A Japanese spacecraft has arrived at its target - an asteroid shaped like a diamond or, according to some, a spinning top.
Hayabusa 2 has been travelling toward the space rock Ryugu since launching from the Tanegashima spaceport in 2014.
It is on a quest to study the object close-up and deliver rocks and soil from Ryugu to Earth.
It will use explosives to propel a projectile into Ryugu, digging out a fresh sample from beneath the surface.
Dr Makoto Yoshikawa, Hayabusa 2's mission manager, talked about the plan now that the spacecraft had arrived at its destination.
"At first, we will study very carefully the surface features. Then we will select where to touch down. Touchdown means we get the surface material," he told me.
A copper projectile, or "impactor" will separate from the spacecraft, floating down to the surface of the asteroid. Once Hayabusa 2 is safely out of the way, an explosive charge will detonate, driving the projectile into the surface.
"We have an impactor which will create a small crater on the surface of Ryugu. Maybe in spring next year, we will try to make a crater... then our spacecraft will try to reach into the crater to get the subsurface material."
"But this is a very big challenge."
Why is this story important?
Scientists study asteroids to gain insights into the origins and evolution of our cosmic neighbourhood, the Solar System.
Asteroids are essentially leftover building materials from the formation of the Solar System 4.6 billion years ago.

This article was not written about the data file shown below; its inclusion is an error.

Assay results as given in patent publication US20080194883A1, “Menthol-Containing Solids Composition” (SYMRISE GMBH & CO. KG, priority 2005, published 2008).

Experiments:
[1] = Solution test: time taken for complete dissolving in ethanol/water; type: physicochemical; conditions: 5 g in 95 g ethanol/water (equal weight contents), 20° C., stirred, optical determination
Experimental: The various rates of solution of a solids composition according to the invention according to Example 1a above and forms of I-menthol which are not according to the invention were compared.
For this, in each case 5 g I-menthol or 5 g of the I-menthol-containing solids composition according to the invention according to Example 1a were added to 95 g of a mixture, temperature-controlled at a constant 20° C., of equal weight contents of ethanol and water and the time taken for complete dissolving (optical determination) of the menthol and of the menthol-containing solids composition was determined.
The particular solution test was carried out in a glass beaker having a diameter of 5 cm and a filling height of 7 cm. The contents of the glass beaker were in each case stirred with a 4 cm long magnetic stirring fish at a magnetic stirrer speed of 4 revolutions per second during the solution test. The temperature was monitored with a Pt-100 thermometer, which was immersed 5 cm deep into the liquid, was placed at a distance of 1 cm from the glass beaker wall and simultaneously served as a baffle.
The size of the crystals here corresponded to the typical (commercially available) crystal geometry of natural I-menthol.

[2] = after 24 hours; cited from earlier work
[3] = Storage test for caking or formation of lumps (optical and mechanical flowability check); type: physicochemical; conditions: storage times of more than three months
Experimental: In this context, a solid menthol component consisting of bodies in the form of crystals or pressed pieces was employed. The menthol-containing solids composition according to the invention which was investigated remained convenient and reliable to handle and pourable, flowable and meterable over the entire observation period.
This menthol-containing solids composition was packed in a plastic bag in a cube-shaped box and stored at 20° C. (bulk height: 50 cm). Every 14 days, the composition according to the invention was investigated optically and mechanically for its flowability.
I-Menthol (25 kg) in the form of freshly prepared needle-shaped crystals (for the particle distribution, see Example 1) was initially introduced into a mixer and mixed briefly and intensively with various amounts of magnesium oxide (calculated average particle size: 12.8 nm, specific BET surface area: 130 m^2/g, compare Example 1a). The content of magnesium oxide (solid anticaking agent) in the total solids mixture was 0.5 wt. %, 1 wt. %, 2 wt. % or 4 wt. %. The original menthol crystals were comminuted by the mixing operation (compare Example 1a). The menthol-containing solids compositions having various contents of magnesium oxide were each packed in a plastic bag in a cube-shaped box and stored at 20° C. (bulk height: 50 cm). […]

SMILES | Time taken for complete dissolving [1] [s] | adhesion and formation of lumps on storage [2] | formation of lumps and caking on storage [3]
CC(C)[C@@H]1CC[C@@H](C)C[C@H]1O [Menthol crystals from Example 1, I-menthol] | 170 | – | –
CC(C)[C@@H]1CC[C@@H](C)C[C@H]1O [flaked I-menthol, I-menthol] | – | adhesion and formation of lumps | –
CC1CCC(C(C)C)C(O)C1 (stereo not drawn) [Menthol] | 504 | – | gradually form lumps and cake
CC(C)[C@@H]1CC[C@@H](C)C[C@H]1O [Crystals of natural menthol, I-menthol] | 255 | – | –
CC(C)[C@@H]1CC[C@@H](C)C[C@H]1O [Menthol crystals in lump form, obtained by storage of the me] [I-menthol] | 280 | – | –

It's also thought they may contain chemical compounds that could have been important for kick-starting life on Earth.
They contain water, organic (carbon-rich) compounds and precious metals. The last of those has tempted several companies to look into the feasibility of asteroid mining.
Dr Yoshikawa, who is an associate professor at Japan's Institute of Space and Astronautical Science (ISAS), said Ryugu's shape was unexpected.
He said asteroids with this general shape tended to be fast-rotating, completing one revolution every three or four hours. But Ryugu's spin period is relatively long - about 7.5 hours.
"Many scientists in our project think that in the past the spin period was very short - it rotated very quickly - and the spin period has slowed down. We don't know why it slowed down, but this is a very interesting topic," he told BBC News.
Hayabusa 2 will spend about a year and a half surveying the 900m-wide space rock, which is about 290 million km (180 million miles) from Earth.
During this time, it will aim to deploy several landing craft to the surface, including small rovers and a German-built instrument package called Mascot (Mobile Asteroid Surface Scout).
Ryugu is a so-called C-type asteroid, a kind that is thought to be relatively primitive. This means it may be rich in organic and hydrated minerals (those combined with water). Studying what Ryugu is made from could provide insights into the molecular mix that contributed to the origin of life on Earth.
The surface of the asteroid is likely to have been weathered - altered by aeons of exposure to the harsh environment of space. That's why Hayabusa 2's scientists want to dig down for as fresh a sample as possible.
The onboard Lidar (light detection and ranging) instrument is used partly as a navigation sensor for rendezvous, approach, and touchdown. It illuminates the target with pulsed laser light to measure variable distances between the two objects. On Tuesday, scientists successfully used the Lidar to measure the distance from Hayabusa to the asteroid for the first time.
The mission will depart from Ryugu in December 2019 with the intention of returning to Earth with the asteroid samples in 2020.
The first Hayabusa spacecraft was launched in 2003 and reached the asteroid Itokawa in 2005.
Despite being hit by a series of mishaps, it returned to Earth in 2010 with a small amount of material from the asteroid.
An American asteroid sample return mission, Osiris-Rex, will rendezvous with the object 101955 Bennu in August.